Courtesy lights are used to request right-of-way primarily by volunteer or on-call firefighters and emergency medical technicians (EMTs) to expedite their drive in their privately owned vehicles, to their firehouse or base. Courtesy lights sometimes allow the user to disobey traffic laws such as speed limits. But not laws such as stop signs or stop lights. Courtesy lights should not be confused with emergency warning lights used in conjunction with audible warning systems (sirens) for emergency vehicles such as police cars, fire apparatus, and ambulances, nor should they be confused with warning lights as used by tow-trucks, snow-plows, construction vehicles and school buses to increase awareness especially when moving slowly or stopped in the roadway.
The term is also used to refer to the internal car light that comes on automatically when a door is opened.
A vehicle lawfully displaying courtesy lights is not an emergency response vehicle. In most states, vehicles displaying courtesy lights must still stop at stop signs, red lights, etc. and may not speed or disobey any traffic regulations. Usually, violation ticket fines are increased if the ticketed car was flashing courtesy lights. Laws vary greatly by state.
In most states, other vehicles are not required to yield to the vehicle displaying the courtesy lights, hence the name "courtesy", although laws requiring permits for those using courtesy lights vary by state.
In the state of New Jersey, for instance, users of a volunteer blue light must abide by all traffic laws including speed limit, stop signs, and red lights; however other non emergency drivers must pull over for a volunteer blue light. State of New Jersey 211th Legislature: "Nothing contained herein is intended to grant to any member of a volunteer fire company or a volunteer first aid or rescue squad any privileges or exemptions denied to the drivers of other vehicles, and such members displaying emergency warning lights and electronic horns shall drive with due regard for the safety of all persons and shall obey all the traffic laws of this State including R.S.39:4-81, provided, however, that the drivers of non-emergency vehicles upon any highway shall yield the right of way to the vehicle of any member of a volunteer fire company or a volunteer first aid or rescue squad displaying emergency warning lights or an electronic horn in the same manner as is provided for authorized emergency vehicles pursuant to R.S.39:4-92."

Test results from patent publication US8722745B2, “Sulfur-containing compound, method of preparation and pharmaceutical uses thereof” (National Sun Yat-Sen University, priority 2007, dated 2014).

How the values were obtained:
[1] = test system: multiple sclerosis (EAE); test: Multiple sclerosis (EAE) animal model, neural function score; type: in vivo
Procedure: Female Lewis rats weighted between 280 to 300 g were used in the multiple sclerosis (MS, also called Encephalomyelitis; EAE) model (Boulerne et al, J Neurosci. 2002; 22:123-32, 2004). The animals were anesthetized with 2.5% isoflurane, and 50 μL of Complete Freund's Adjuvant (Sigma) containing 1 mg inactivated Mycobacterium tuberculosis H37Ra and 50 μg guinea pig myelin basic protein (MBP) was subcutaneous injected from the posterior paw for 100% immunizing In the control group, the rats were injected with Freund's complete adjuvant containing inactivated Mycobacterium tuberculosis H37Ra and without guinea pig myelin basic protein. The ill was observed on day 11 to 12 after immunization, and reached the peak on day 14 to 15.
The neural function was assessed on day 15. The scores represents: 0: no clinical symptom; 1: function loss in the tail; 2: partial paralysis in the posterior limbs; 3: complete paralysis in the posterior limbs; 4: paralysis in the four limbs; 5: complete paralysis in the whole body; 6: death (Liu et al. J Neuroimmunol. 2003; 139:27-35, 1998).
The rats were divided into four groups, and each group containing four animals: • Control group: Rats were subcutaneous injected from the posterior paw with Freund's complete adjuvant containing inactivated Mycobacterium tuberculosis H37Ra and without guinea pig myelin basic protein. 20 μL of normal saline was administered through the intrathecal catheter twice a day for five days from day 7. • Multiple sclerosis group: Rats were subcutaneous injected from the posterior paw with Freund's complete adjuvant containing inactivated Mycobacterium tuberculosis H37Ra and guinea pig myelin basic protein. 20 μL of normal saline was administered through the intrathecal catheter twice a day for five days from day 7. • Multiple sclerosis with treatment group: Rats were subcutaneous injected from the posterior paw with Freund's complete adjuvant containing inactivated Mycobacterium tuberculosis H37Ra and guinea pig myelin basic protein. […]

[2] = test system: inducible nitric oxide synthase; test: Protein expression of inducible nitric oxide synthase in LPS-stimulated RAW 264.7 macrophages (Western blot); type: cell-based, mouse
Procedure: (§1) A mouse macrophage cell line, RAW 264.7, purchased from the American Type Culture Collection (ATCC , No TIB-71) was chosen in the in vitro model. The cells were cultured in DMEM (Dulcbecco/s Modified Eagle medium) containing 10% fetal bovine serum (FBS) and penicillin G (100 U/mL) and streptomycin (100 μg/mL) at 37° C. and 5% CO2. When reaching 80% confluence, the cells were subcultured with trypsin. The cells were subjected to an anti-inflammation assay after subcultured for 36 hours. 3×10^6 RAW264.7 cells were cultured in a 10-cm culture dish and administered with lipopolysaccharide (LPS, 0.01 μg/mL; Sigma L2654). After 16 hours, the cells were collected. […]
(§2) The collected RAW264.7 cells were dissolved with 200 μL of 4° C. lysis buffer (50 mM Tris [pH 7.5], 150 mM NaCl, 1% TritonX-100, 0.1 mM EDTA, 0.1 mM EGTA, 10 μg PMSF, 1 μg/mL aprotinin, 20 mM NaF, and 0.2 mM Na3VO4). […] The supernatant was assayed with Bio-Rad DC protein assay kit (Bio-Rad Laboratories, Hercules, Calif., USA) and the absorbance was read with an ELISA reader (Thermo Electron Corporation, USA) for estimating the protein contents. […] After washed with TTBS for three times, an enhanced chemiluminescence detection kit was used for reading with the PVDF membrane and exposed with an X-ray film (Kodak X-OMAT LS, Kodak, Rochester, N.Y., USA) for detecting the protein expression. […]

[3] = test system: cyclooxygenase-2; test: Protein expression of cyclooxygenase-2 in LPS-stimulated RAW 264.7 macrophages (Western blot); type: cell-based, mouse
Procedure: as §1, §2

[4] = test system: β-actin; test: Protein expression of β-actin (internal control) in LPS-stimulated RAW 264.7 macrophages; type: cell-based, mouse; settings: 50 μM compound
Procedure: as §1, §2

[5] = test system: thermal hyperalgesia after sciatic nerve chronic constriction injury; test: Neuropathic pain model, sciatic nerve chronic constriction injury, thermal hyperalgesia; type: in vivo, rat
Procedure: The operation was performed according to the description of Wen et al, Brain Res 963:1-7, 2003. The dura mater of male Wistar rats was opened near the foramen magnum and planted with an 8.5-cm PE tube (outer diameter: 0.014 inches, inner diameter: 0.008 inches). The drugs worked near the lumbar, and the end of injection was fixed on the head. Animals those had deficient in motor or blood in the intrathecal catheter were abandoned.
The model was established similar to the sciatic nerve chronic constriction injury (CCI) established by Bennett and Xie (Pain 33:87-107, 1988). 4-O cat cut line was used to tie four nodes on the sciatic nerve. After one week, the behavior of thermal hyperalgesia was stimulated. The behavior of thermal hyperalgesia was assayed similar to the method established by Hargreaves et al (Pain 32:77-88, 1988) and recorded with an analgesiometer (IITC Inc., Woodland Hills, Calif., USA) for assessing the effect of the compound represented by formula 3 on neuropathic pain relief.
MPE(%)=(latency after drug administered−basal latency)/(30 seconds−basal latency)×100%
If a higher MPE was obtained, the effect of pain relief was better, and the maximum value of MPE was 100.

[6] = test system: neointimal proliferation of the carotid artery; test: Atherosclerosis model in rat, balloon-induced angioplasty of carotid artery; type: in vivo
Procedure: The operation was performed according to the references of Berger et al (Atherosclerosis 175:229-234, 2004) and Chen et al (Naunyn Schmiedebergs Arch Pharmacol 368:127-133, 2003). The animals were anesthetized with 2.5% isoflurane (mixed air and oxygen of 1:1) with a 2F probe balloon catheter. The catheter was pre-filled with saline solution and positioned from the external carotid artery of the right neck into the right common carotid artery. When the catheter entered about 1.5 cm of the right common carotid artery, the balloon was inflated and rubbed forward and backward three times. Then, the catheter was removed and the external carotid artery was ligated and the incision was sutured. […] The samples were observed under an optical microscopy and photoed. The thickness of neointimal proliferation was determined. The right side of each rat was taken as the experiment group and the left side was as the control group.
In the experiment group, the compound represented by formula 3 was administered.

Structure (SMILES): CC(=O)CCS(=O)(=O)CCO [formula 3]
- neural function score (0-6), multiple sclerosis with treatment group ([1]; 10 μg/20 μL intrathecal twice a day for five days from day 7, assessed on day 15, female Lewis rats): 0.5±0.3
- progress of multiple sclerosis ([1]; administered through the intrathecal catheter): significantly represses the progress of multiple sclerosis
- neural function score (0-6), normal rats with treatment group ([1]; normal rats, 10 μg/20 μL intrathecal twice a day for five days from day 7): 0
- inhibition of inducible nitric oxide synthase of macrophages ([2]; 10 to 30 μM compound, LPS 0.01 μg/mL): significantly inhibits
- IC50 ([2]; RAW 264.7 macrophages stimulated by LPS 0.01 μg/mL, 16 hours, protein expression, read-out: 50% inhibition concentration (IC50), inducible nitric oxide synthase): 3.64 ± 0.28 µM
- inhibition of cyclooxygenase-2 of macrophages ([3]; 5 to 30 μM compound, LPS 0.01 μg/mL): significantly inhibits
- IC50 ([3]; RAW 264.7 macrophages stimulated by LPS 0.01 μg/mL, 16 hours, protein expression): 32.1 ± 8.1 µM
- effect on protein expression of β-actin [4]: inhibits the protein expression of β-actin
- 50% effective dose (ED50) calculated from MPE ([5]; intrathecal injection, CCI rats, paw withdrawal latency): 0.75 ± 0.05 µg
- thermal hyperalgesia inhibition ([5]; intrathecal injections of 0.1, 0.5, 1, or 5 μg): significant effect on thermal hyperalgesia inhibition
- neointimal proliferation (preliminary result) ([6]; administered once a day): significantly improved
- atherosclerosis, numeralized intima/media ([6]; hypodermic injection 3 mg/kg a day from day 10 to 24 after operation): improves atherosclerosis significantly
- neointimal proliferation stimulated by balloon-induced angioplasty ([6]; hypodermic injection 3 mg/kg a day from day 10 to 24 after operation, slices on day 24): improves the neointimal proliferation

Police cars, fire trucks, ambulances or other emergency vehicles have sirens and red lights. On the other hand, private vehicles operated by volunteer fire and rescue squad members (with emergency vehicle identification) responding to an emergency call use blue lights. If an officer pulls a vehicle over for using courtesy lights, the driver will need to provide sufficient identification proving their Emergency Personnel status—badge, ID number, ID card—and their reasoning for usage of courtesy lights.
Ohio is one if the few states that allows the use of sirens in conjunction with lights. Volunteer Firemen and EMTs in the state of Ohio may display red flashing lights and use traditional warning sirens in the same way that a traditional fire apparatus would so long as they pass an inspection by the Ohio State Highway Patrol.
In Virginia any member of a fire department, volunteer fire company, or volunteer emergency medical services agency and any police chaplain may equip one vehicle owned by him with no more than two flashing or steady-burning red or red and white combination warning light units of types approved by the Superintendent of the State Police.
Traditionally, blue lights are used for both firefighters and EMTs. However, some states (especially in the Northwestern US) use Green lights for both firefighters and EMTs. Other States (most notably New York) use Blue for firefighter and Green for EMTs. White has traditionally been allowed with Blue or Green; however, in recent years, certain states (Pennsylvania, New York) have become more restrictive. Rarely, red is used for courtesy lights.